Magic Words from the E.R.
Last month, about a week before Thanksgiving, I woke up with a terrible stomachache. It was like being punched in the belly. Right up there with childbirth. By 9am, I was on the phone with my doctor. By 10, I was in the emergency room. And by 9 o’clock that night, I was in the operating room having my appendix removed!
Those 12-hours in the E.R. spotlighted the brutal reality of life and how fragile our health can be. Like the elderly man who said to the intake person, “I know I should've come in a month ago, with this sore on my right foot and now I can’t walk on it.” Or the mother carrying her toddler and running in screaming, “I need a doctor. I need a doctor. My son’s finger is almost cut off.” Or the woman who said, “I think I’m having a heart attack. I have this pain up my left arm.”
The intake person said, “OK. Got it. How did you get here?”
“I took the bus.”
She took the bus to the E.R. with heart attack symptoms!
Over those 12-hours, I counted at least 19 people who took care of me. And all the other patients who needed help. And with each medical person I met, the first thing I felt compelled to say was, “Thank you for being a nurse. Thank you for being a doctor, especially in the time of Covid.”
“Thank you, DeVonte,” who wheeled me from the recovery room to my hospital bed - at 3am! Such demanding work.
And do you know what everyone’s reaction was to a simple Thank you?
“Oh, you’re welcome.”
“You’re very welcome.”
“Of course. We’re going to help you feel better.”
Sarah, who’s about my oldest daughter's age said, “I’ll take care of you like you’re one of my own.” Like a grown-up would say to a child. Her care and that of everyone else, touched me deeply.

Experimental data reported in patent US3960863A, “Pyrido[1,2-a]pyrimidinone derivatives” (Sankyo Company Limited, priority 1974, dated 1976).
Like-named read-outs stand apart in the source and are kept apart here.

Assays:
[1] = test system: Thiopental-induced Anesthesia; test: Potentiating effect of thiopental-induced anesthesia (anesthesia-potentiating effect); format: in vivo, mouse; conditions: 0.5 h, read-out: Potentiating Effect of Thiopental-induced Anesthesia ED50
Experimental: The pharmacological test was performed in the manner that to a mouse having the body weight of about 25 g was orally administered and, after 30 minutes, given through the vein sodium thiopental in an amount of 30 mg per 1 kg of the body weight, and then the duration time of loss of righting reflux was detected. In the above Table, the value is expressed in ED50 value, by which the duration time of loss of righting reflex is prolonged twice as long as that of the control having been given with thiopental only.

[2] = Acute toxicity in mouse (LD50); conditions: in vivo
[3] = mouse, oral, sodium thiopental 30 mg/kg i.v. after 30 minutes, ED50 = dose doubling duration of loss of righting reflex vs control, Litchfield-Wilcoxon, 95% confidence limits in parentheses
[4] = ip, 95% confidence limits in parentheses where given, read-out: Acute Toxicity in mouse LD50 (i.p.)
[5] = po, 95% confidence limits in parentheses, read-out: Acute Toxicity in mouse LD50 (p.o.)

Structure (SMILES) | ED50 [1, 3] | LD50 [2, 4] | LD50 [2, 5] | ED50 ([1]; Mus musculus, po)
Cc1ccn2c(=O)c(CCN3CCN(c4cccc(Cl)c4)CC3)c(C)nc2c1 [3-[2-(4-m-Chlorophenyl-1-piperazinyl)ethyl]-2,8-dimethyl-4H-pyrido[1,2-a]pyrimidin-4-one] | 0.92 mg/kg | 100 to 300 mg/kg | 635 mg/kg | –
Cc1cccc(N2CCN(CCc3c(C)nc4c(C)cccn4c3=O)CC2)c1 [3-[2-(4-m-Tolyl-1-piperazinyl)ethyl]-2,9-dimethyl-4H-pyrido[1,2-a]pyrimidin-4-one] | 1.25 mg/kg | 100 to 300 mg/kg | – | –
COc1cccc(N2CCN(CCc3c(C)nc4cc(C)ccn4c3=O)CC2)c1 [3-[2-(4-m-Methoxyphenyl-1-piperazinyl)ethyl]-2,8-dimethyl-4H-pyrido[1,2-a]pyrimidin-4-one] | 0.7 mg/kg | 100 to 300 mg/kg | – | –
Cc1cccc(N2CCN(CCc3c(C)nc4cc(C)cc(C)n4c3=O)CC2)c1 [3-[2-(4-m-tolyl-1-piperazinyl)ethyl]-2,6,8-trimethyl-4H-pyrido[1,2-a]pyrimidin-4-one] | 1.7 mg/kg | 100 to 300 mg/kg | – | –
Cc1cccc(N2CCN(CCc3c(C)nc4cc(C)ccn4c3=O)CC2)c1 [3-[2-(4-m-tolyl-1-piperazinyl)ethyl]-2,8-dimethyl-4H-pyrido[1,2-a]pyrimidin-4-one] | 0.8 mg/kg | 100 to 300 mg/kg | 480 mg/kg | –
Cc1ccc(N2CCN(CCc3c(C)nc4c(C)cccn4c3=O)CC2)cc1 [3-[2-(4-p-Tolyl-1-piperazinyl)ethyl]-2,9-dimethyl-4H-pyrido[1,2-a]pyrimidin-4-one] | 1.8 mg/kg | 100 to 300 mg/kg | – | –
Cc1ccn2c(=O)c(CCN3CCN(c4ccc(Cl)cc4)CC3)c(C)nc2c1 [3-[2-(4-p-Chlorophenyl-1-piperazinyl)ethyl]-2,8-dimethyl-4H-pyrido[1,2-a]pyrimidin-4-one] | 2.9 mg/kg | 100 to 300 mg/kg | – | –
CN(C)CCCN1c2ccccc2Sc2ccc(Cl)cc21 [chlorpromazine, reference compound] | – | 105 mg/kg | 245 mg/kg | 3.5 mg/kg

Here’s the lesson.
It takes zero confidence to say, "Thank you." No practice. No rehearsal.
A few days later, I called the clinic with a question for my surgeon. At the end of our conversation I said, “Doctor, before we hang up, I want you to know that I felt very cared for by all of the medical people I met on Thursday. And I saw the way you all treated everyone who came to the E.R. Each of us was treated exactly the same…with care and professionalism and respect. I know you all are exhausted, especially in the time of Covid. Please tell your co-workers that what they do really matters. You all are making a difference. Thank you very much.”
There was this long pause.
Then she said, with a weary voice, “Don’t make me cry. Sometimes we wonder if we are making a difference. I’ll tell the team. Thanks.”
Here’s a takeaway, we haven’t had control over a lot in our lives in 2020 and 2021. But we do have control over what we say to people and how we treat them. It doesn’t take confidence to say, “Thank you.”
Here’s to peace & good health in 2022.